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Perceptual learning

Caio M Moreira, Max Rollwage, Kristin Kaduk, Melanie Wilke, Igor Kagan
Humans and other animals constantly evaluate their decisions in order to learn and behave adaptively. Experimentally, such evaluation processes are accessed using metacognitive reports made after decisions, typically using verbally formulated confidence scales. When subjects report high confidence, it reflects a high certainty of being correct, but a low confidence might signify either low certainty about the outcome, or a high certainty of being incorrect. Hence, metacognitive reports might reflect not only different levels of decision certainty, but also two certainty directions (certainty of being correct and certainty of being incorrect)...
March 12, 2018: Cognition
Onur Güntürkün, Charlotte Koenen, Fabrizio Iovine, Alexis Garland, Roland Pusch
We are surrounded by an endless variation of objects. The ability to categorize these objects represents a core cognitive competence of humans and possibly all vertebrates. Research on category learning in nonhuman animals started with the seminal studies of Richard Herrnstein on the category "human" in pigeons. Since then, we have learned that pigeons are able to categorize a large number of stimulus sets, ranging from Cubist paintings to English orthography. Strangely, this prolific field has largely neglected to also study the avian neurobiology of categorization...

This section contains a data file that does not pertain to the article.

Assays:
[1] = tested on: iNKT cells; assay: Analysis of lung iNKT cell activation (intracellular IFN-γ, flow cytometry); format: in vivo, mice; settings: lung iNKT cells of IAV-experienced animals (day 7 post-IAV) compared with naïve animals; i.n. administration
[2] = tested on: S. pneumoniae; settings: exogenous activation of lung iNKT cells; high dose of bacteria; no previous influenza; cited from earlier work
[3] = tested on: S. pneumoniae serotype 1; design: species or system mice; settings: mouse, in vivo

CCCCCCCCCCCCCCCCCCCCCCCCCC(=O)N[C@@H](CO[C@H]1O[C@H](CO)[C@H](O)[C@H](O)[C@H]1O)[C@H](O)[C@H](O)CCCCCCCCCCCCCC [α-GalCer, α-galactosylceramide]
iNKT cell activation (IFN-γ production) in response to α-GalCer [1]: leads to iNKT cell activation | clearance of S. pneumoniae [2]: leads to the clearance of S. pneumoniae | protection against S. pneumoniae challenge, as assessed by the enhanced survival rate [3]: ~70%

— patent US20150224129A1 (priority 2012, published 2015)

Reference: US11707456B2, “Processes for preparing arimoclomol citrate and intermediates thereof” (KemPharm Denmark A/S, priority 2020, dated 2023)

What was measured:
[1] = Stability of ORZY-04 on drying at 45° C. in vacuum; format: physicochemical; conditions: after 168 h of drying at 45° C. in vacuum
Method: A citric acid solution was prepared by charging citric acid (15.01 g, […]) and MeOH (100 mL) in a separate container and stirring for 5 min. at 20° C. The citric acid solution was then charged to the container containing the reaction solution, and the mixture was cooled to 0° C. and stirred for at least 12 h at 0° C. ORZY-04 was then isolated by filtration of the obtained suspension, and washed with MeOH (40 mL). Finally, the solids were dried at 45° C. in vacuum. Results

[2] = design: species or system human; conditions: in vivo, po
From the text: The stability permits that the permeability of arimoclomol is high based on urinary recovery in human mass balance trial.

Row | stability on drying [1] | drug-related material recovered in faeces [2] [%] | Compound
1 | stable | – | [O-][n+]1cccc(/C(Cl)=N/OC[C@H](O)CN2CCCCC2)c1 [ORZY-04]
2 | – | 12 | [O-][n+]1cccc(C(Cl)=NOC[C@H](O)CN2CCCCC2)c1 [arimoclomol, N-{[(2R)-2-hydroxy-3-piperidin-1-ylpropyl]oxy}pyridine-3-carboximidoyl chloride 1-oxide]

March 12, 2018: Learning & Behavior
Randi Starrfelt, Solja K Klargaard, Anders Petersen, Christian Gerlach
OBJECTIVE: Recent models suggest that face and word recognition may rely on overlapping cognitive processes and neural regions. In support of this notion, face recognition deficits have been demonstrated in developmental dyslexia. Here we test whether the opposite association can also be found, that is, impaired reading in developmental prosopagnosia. METHOD: We tested 10 adults with developmental prosopagnosia and 20 matched controls. All participants completed the Cambridge Face Memory Test, the Cambridge Face Perception test and a Face recognition questionnaire used to quantify everyday face recognition experience...
February 2018: Neuropsychology
Valentina Proietti, Marta Rigoldi, Emanuela Croci, Viola Macchi Cassia